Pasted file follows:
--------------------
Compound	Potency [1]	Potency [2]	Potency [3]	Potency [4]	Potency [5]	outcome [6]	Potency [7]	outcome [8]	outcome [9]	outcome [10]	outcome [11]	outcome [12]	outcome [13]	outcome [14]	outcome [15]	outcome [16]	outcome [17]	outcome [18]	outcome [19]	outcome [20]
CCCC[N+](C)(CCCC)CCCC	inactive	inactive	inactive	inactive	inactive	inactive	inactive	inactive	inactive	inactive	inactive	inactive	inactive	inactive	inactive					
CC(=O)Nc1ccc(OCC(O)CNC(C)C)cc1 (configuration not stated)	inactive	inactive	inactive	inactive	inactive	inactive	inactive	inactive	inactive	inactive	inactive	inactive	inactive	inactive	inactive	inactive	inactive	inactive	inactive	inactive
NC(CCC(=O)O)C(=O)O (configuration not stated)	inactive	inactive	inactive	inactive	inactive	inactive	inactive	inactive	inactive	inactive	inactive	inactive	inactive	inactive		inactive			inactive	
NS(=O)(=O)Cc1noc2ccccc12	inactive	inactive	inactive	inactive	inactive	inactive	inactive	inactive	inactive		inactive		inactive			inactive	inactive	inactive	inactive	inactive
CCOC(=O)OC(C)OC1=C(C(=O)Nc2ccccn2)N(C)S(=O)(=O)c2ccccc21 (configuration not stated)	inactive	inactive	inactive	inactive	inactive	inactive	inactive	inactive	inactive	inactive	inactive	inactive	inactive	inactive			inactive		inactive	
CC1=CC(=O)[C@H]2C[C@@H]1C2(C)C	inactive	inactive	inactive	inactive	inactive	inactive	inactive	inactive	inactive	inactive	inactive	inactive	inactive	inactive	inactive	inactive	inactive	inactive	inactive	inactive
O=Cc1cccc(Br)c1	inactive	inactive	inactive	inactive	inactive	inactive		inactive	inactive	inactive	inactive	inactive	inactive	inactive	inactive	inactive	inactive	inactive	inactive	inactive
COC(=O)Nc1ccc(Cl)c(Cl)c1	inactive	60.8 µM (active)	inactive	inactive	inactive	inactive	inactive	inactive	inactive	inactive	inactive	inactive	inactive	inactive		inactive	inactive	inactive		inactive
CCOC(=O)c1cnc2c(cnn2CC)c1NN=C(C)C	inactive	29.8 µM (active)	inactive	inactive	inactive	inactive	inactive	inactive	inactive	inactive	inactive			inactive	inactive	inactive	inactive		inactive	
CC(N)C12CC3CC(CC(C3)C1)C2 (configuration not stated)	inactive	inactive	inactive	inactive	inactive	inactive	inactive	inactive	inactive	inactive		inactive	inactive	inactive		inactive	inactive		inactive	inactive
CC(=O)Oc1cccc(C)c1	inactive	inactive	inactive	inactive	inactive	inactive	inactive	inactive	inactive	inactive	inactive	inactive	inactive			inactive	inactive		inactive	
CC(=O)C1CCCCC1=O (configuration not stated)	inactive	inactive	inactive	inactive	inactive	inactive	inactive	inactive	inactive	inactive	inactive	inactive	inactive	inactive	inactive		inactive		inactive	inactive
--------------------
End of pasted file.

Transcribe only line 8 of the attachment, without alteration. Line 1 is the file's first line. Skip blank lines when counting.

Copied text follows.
O=Cc1cccc(Br)c1	inactive	inactive	inactive	inactive	inactive	inactive		inactive	inactive	inactive	inactive	inactive	inactive	inactive	inactive	inactive	inactive	inactive	inactive	inactive